Author(s): Kim S, Iwao H
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Abstract A growing body of evidence supports the notion that angiotensin II (Ang II), the central product of the renin-angiotensin system, may play a central role not only in the etiology of hypertension but also in the pathophysiology of cardiovascular and renal diseases in humans. In this review, we focus on the role of Ang II in cardiovascular and renal diseases at the molecular and cellular levels and discuss up-to-date evidence concerning the in vitro and in vivo actions of Ang II and the pharmacological effects of angiotensin receptor antagonists in comparison with angiotensin-converting enzyme inhibitors. Ang II, via AT(1) receptor, directly causes cellular phenotypic changes and cell growth, regulates the gene expression of various bioactive substances (vasoactive hormones, growth factors, extracellular matrix components, cytokines, etc.), and activates multiple intracellular signaling cascades (mitogen-activated protein kinase cascades, tyrosine kinases, various transcription factors, etc.) in cardiac myocytes and fibroblasts, vascular endothelial and smooth muscle cells, and renal mesangial cells. These actions are supposed to participate in the pathophysiology of cardiac hypertrophy and remodeling, heart failure, vascular thickening, atherosclerosis, and glomerulosclerosis. Furthermore, in vivo recent evidence suggest that the activation of mitogen-activated protein kinases and activator protein-1 by Ang II may play the key role in cardiovascular and renal diseases. However, there are still unresolved questions and controversies on the mechanism of Ang II-mediated cardiovascular and renal diseases.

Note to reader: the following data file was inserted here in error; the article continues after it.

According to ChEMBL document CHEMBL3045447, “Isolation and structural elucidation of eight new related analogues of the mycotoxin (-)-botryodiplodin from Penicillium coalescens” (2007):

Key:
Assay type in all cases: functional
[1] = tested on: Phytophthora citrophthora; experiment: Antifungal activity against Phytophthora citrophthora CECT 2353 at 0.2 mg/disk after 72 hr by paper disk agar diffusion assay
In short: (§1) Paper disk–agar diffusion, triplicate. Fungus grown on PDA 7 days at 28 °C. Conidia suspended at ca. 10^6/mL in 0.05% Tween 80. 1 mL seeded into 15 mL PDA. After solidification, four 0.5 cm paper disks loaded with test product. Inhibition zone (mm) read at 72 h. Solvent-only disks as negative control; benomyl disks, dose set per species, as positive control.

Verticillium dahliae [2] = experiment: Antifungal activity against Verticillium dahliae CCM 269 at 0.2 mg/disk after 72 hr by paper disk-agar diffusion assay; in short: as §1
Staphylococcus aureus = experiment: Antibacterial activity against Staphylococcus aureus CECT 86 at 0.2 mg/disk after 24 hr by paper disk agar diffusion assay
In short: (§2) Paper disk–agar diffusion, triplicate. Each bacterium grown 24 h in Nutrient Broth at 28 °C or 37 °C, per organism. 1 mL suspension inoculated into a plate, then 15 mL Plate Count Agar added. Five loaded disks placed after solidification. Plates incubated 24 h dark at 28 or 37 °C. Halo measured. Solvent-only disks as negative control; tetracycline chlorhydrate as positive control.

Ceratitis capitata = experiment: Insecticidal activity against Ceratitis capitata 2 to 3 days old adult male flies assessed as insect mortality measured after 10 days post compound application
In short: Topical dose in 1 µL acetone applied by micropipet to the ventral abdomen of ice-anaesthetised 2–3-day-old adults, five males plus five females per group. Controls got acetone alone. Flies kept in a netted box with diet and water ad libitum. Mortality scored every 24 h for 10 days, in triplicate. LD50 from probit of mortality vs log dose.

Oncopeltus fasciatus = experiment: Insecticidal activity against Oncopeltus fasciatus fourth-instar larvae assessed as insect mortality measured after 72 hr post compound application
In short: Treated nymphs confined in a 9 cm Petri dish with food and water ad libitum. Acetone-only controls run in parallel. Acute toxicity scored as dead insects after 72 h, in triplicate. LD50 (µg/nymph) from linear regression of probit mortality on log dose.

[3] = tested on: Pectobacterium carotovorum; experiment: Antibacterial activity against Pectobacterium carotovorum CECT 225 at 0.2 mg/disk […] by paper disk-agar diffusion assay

This article was published in Pharmacol Rev
and referenced in Journal of Diabetes & Metabolism